The fuse had been lit to the flame that would burn me out. The meet was an hour ahead of schedule due to the emaciated numbers. I paced one of my runners to a record in her age group and got ready to go home. I saw a fellow runner show up for the meet, thinking he had time to warm up for his race, which had already been run. The meet was over. He did a quick warm up and attempted a time trial by himself anyway. It went badly but at least he gave it a shot. I felt bad for him. I felt bad for the sport. This was not a representation of the sport I loved. The football players would have shown up. The soccer players would have shown up. I hate it when running gives other sports reason to consider it a "minor" sport. On this day it was true though. I had no connection with 90% of the "summer soldier" runners in my town. That was the beginning of the end. There is a certain fellowship with runners. I feel it reading the running journals of friends and kids I have coached. but on this day I realized I needed more fellowship than that. I needed more fellowship than a handful of people who showed up when hundreds didn't. I didn't want to assimilate with the running culture that was around me. I'd rather go lift. I'd rather go read or write, but not about running. I needed a break. At long last, I was burnt out.

I held on for another couple weeks with half-hearted enthusiasm but I was just phoning it in. It was time to focus on other things for awhile. The good news is that while my own personal running was suffering, I happened to coach a bunch of "Whigs" that just kept coming back for more and improving and winning and while I understood we were truly a sub-culture, it was enough to at least keep my heart in the sport to some degree even if my body was leaving for a spell. Aside from that crew, however, I did not feel like I was a part of the running culture around me and withdrew.  Would I ever return? I wasn't sure. I have taken a few respites from serious training before but it was always part of a plan that included coming back when I was ready. This was the first time I had no desire to start training again. While I know I will always go tun a few miles per week for health and fitness reasons, I felt this could be the end of training for performance.

It seems fitting that racing, which the fear mongering alarmists told me would lead to an early burn out, would not only fail to burn me out, but bring back my motivation to run seriously again. As I headed to Whidbey Island to coach the youth team I work with, I did so in full sweats and had no intention of running any more than from one coaching vantage point to another. When we arrived, we witnessed one of the best cross country courses I have ever seen. A golf course with rolling hills, tight turns, a view of the ocean and just enough wind to make you realize you needed to follow someone if possible. I watched the races and the strategy kids were using and I started to get the feeling back. By the time my last group kids went - a group of 12 and 13 year old girls that swept the meet and broke the individual and team course records - I had IT back. I wanted to to do what they did. I wanted to race that course. I wanted to plan my strategy, to tuck in on the windy stretches, to test my opponent on the uphills, to surge the downhills. I wanted to race. Fortunately I always have a pair of spikes in the car and even more fortunately the shorts we bought the team were too big so I could steal some team shorts from my daughter - she wore the spandex so the baggies were available. (Here is yet another advantage of growing up in the 1970-80s. No matter how short shorts seem, they're still longer than we ran in during that time!) A few minutes later I was in shorts and spikes and registered and ready to race. Except for one important detail.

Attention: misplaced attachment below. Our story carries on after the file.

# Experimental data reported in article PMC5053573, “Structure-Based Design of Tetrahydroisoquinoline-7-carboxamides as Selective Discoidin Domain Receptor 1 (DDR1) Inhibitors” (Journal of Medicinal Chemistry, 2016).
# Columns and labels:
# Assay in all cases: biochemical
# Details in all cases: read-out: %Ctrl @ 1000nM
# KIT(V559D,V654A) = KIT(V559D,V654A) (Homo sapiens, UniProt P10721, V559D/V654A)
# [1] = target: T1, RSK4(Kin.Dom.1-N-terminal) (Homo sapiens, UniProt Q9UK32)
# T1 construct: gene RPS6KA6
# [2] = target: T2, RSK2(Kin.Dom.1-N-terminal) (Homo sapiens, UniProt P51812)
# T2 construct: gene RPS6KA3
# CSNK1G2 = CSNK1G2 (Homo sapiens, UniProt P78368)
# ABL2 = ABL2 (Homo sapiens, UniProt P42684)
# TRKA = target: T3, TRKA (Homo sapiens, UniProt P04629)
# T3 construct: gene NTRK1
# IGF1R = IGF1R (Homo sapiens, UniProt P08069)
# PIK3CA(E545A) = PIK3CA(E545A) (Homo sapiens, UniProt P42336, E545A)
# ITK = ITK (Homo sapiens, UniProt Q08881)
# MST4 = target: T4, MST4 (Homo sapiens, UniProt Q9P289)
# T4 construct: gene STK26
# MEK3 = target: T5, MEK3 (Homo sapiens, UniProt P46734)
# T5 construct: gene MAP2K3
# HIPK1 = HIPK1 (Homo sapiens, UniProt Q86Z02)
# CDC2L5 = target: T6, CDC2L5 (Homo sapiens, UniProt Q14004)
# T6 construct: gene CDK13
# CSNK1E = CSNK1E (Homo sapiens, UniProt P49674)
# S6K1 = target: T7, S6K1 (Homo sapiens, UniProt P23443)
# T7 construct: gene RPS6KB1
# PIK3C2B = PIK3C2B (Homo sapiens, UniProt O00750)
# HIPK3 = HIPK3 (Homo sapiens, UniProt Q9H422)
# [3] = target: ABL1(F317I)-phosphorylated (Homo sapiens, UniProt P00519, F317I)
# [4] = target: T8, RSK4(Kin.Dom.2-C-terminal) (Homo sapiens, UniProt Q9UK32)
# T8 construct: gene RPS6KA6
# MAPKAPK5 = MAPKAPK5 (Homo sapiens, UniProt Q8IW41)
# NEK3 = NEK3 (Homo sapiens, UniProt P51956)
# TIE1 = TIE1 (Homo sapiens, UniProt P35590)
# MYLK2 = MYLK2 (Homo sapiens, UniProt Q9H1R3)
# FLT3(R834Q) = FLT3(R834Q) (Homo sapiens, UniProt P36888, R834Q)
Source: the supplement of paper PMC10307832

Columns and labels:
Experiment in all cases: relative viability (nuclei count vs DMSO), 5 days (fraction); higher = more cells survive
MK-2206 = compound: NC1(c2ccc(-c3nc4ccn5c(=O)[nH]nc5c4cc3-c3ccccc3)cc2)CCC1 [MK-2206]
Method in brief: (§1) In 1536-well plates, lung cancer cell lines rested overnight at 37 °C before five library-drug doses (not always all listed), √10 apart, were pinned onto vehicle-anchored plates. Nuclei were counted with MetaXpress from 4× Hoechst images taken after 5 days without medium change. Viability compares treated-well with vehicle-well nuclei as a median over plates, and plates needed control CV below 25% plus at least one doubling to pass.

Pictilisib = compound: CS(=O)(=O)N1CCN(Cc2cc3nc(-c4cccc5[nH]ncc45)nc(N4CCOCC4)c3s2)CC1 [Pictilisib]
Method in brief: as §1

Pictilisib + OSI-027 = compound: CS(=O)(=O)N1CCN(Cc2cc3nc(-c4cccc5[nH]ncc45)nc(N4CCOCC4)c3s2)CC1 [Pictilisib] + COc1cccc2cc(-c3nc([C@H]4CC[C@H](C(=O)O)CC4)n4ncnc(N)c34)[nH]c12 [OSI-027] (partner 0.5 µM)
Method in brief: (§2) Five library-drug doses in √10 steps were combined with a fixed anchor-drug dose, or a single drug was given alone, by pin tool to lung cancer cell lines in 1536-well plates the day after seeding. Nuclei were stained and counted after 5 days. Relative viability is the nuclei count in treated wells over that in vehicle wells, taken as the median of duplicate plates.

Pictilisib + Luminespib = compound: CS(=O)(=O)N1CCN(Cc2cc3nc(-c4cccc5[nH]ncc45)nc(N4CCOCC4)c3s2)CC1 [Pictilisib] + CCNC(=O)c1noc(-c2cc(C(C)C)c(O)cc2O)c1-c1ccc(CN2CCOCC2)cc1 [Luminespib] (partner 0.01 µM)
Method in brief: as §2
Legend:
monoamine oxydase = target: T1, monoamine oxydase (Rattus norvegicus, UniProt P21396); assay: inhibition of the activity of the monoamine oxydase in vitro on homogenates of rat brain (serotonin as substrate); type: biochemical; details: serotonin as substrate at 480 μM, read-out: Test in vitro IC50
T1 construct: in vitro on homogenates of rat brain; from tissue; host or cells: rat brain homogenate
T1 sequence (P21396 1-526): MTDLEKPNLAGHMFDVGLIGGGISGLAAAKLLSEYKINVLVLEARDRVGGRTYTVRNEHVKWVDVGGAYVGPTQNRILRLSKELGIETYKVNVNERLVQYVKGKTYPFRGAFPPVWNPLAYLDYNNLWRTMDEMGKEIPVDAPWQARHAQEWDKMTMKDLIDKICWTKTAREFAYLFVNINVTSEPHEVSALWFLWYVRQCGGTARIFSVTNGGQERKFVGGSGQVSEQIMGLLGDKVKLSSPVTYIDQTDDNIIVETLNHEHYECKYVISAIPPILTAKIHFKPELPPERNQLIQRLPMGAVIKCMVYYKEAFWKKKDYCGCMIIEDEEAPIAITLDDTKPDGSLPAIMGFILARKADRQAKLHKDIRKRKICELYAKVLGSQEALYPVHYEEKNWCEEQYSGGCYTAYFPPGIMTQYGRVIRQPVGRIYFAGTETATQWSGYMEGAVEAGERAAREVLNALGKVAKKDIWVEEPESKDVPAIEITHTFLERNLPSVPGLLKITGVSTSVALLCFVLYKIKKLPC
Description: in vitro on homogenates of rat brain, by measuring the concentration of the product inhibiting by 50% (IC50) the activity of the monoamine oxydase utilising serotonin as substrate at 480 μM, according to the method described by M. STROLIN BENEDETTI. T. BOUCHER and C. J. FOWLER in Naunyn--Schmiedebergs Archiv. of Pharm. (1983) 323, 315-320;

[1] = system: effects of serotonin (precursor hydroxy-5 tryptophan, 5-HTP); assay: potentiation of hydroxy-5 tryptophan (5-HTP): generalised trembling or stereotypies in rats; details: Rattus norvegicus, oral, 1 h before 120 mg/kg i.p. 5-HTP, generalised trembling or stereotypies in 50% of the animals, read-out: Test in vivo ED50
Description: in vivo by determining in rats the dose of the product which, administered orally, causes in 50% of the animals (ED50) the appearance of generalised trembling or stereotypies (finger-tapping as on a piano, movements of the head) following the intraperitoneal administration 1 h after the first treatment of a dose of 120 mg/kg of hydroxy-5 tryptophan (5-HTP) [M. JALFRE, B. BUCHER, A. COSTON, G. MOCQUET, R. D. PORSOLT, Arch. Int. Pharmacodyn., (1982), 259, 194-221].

Now I remembered why I trained. I love to race but I also like to race well and without a lot of training I was pretty sure I was about to have a problem as we toed the line. I figured that just as the wages of sin are death, the wages of not training would be a horrible death on the course at the hands of those more righteously trained and that was indeed justice so I was ready to get what I deserved. I was just happy to be on this course on this day. When the race started, the guy who I had picked to win laid back while another guy was out pretty quick. I laid back on the initial hill and let my legs go on the downside and found myself on the back of the leader. What a pleasant surprise! I knew, however, how quickly things go south when you're not fit, however. I stayed tucked for the first 2400 meters of the 4k course until the long uphill when I sensed the leader slowing more than I thought necessary. i didn't exactly make a move but I just kept the even effort going and felt myself pulling away. Pretty cool! I stayed strong for the rest of the race and won by eight seconds. The time off had done a number on my fitness but I was hungry again. I ran for almost two hours the next day. I look forward to setting goals and training again. I woke up at five am to watch the Chicago marathon. I have had my hiatus. I don't know if I will ever PR again, or even run faster than I did last year. But I look forward to throwing myself at it again... and besides, there's always the last refuge of the runner who realizes he is just too darn slow... the ULTRA. Chuckanut 50k 2012 baby!